The Dunwoody City Council has approved pay raises and benefits for law enforcement in conjunction with deciding to raise its millage rate for the first time since incorporation. 

At its July 11 meeting, the council approved a 6% increase for the positions of police officers, detectives, sergeants and lieutenants. The proposal also increased the hiring grid for the police officer position by 6% to “maintain equity between new hires and existing employees,” according to city documents. The proposal also increased the city’s salary ranges by 6%. 

All other city personnel will receive a 4% raise. Mayor and council are not included in this pay raise, according to city staff. 

These increases are on top of a city-wide adjustment of 3% that went into effect at the beginning of 2022, according to a press release. According to Human Resources Director Nicole Stojka, this is the fourth pay increase since March 2021, and amounts to an average 20.8% increase for all officers, detectives and sergeants; 15% for lieutenants; and 13% for all other city employees. 

In addition to those increases, the city approved a resolution to raise the millage rate, or the rate used to calculate local property taxes, from 2.74 mills to 3.04 mills, which is the cap mandated by the city charter. Stojka said the pay increases will amount to about $398,000 per year, and that cost will be covered by the increased millage rate. 

“If approved tonight, we’ll put these changes into effect June 30, which means that employees would see them in a July paycheck,” Stojka said. 

The recommendation to increase pay came from the city’s budget committee, which is made up of Councilmembers Stacey Harris, Joe Seconder and Tom Lambert. In addition to the pay increase, they also suggested increasing the housing stipend for officers from $700 a month to $800 a month, as well as allowing all city employees to start work with three vacation days available. A city spokesperson said that the vacation policy has already been approved, but the new housing stipend would need to be approved in an upcoming budget amendment. The spokesperson was not able to clarify before publication if that amendment would be approved by the council or by the city manager. 

Mayor Lynn Deutsch specifically spoke about the pay raise for police officers, saying the increase is an attempt to make the Dunwoody Police Department more competitive compared to similar cities. Roswell recently approved a 20% increase for all city starting salaries, and Sandy Springs approved a 20% pay raise for officers in September of last year. 

“If we want to have our own police department and be competitive in recruiting, not just officers in general, but the right personnel so we can have the best police department … we have to be competitive,” Deutsch said. 

According to a city spokesperson, the department currently has seven police officer positions open. 

The council also considered specialized unit pay of $4,000 for officers assigned to specific units. The council will view that item again at its next meeting. 

Millage Rate Increase 

The city also voted to raise the millage rate in order to keep up with city services. Assistant City Manager Jay Vinicki said he considers the city to be financially healthy, but in the aftermath of COVID-19, the city has been projecting its revenues conservatively.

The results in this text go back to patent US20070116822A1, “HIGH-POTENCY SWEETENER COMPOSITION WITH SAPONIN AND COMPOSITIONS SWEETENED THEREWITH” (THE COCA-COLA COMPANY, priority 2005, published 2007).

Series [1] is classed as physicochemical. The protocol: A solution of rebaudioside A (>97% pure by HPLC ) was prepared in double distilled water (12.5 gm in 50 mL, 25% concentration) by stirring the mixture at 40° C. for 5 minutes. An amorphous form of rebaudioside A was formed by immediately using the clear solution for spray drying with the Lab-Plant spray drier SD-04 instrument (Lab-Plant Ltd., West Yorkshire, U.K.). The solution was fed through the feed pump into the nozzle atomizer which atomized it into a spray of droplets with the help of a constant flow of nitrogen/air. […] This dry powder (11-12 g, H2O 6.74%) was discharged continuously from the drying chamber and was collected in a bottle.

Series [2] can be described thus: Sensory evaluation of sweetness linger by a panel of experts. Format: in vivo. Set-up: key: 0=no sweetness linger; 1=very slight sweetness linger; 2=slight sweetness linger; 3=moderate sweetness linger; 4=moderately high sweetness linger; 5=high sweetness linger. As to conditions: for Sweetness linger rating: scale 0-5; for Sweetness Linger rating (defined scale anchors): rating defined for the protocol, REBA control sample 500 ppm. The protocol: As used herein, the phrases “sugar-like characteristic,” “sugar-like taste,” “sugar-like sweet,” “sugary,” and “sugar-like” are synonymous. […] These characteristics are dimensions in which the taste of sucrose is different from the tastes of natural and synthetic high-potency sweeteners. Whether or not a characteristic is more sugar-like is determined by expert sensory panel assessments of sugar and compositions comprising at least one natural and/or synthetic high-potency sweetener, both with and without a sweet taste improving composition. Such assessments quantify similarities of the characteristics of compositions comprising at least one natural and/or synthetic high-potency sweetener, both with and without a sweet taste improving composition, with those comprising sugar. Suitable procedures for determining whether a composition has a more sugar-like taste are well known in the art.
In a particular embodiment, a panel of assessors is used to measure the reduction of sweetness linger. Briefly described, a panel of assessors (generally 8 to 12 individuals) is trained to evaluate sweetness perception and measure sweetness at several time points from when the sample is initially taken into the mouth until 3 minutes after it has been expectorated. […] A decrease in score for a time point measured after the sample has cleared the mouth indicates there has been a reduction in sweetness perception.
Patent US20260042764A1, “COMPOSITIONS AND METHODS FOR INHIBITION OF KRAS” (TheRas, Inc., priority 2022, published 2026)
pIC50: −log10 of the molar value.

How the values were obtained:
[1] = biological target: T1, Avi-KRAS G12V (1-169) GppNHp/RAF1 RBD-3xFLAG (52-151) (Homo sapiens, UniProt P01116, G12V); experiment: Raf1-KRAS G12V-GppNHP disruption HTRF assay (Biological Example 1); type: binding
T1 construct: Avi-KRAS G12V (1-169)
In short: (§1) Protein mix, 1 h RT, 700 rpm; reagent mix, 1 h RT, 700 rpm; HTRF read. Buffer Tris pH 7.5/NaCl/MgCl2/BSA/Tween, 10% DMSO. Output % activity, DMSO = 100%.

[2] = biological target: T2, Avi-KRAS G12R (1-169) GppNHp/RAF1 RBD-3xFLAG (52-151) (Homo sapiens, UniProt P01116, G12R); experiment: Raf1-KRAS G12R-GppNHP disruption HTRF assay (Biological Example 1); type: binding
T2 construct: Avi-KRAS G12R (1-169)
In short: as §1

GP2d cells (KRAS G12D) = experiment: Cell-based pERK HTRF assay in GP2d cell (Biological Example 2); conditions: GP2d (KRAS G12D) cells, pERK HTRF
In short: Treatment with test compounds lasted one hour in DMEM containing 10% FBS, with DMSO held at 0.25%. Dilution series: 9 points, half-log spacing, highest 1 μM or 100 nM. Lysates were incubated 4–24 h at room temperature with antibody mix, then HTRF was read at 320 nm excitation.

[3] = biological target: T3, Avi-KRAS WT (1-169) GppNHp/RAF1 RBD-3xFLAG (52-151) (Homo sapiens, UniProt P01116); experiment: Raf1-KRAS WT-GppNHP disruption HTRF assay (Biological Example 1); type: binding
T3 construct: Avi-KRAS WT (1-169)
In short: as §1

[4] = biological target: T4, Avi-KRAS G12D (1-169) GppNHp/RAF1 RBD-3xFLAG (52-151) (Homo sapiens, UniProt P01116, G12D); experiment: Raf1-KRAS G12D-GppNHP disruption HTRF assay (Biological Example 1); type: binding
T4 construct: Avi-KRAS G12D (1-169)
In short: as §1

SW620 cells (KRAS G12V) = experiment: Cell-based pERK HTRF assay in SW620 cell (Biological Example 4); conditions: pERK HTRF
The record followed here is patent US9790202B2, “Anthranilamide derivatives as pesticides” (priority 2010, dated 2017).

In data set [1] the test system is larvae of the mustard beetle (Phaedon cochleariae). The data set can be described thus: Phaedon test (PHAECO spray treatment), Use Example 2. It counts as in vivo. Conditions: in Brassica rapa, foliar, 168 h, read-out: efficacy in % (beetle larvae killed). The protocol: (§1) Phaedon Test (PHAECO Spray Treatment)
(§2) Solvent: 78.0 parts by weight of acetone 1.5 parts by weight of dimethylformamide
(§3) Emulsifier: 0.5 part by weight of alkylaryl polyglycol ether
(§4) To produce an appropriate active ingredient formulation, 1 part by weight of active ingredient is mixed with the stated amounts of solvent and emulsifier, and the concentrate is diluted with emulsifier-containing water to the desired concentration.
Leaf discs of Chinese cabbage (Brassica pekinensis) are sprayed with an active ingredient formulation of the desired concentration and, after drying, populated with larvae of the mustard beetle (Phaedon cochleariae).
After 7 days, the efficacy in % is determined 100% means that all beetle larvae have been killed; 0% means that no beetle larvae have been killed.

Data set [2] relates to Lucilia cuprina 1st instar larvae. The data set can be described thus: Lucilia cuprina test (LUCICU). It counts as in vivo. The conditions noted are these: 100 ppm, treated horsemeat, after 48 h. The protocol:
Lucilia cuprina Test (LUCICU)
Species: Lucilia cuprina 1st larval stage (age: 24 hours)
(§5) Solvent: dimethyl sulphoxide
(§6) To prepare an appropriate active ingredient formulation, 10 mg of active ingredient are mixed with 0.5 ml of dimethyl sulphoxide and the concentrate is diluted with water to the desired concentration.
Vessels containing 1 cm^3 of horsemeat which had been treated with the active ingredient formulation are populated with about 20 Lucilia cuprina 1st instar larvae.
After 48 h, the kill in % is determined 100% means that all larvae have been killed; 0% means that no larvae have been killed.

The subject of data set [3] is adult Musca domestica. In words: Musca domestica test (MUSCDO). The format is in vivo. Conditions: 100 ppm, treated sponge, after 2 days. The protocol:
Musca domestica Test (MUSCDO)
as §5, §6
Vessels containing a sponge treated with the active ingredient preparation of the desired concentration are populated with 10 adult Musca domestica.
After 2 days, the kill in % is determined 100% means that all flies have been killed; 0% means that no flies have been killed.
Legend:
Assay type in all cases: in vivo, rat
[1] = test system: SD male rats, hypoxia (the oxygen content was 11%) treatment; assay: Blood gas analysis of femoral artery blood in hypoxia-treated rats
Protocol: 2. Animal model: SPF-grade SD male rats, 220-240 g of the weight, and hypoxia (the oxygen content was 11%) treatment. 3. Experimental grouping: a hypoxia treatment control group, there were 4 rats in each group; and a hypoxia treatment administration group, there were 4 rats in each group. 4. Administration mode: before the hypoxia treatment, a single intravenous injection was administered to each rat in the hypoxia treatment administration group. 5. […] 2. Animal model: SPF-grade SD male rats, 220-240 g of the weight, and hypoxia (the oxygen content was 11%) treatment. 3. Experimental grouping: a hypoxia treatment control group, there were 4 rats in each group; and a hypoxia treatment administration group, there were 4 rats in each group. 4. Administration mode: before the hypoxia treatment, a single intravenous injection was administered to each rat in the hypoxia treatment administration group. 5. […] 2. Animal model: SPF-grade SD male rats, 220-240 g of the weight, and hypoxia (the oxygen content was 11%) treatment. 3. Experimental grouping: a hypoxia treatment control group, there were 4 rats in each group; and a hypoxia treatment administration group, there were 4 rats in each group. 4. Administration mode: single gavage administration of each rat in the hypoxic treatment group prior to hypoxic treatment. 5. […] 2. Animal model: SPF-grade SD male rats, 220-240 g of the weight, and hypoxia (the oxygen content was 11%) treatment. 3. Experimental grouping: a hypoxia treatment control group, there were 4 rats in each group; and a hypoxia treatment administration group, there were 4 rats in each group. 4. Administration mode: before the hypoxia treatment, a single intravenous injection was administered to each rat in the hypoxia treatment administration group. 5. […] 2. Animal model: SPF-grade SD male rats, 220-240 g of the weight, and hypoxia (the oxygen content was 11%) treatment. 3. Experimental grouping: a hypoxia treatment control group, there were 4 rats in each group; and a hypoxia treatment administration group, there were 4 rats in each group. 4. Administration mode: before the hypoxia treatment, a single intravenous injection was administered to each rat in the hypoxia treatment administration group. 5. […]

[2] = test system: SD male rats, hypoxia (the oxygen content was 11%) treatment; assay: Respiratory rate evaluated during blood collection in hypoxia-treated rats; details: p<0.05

“We had one revenue source that literally collapsed for a brief period of time during COVID, and that was our Hotel/Motel Tax,” Vinicki said. “It has rebounded, the hotels are coming back. However, we need to make sure, because even with today’s upticks in numbers, we’re always afraid there could be another drastic drop. So we still have to project conservatively.” 

Vinicki said that the city’s projected ongoing revenues are not expected to cover future ongoing expenses, particularly with upcoming projects like new parks at Vermack Road and Roberts Drive. 

“Things like that have to be addressed with revenue,” Vinicki said. “The current revenues we have in the forecast … will not cover this potential increase in expenditures over the year.” 

According to Vinicki, the city also has a structural deficit of about $3.9 million. A millage rate of 2.74 mills would decrease that structural deficit to about $2.2 million, and a millage rate of 3.04 would decrease that deficit to about $1.1 million. 

Some residents spoke out against the millage rate increase, citing inflation and rising costs of living. Other residents cited the need to upkeep parks and other city services as a reason to increase the rate. 

Councilmember Tom Lambert said he believed the tax raise would help the city combat rising costs for construction and maintaining city facilities, along with pay raises for police and other city employees. 

“We have put this off as long as we can,” Lambert said. “I think we’ve tried to be sensitive to the situations of our families and homeowners in the city, and not raise the taxes at all if at all possible.”

Deutsch echoed Lambert’s comments and said she is concerned about the city’s commercial tax digest. 

“We have two empty office buildings with leases that expire in a year, and another one that is just simply empty,” she said. “I expect they will appeal their assessment.” 

Deutsch also mentioned issues within the city with sanitation services and EMS response times. In June, a family raised concerns about EMS response times in Dunwoody after it took more than 15 minutes for paramedics to arrive at a scene where an infant was not breathing. Deutsch said that over the next few months, the city will decide how to use Dunwoody tax dollars to help make those systems better. 

“We know we need to be addressing this,” Deutsch said. “We will be working with DeKalb.” 

The entire City Council meeting can be watched on the city’s Facebook page. 

Writer and Journalist Sammie Purcell

Sammie Purcell

Sammie Purcell is Associate Editor at Rough Draft Atlanta.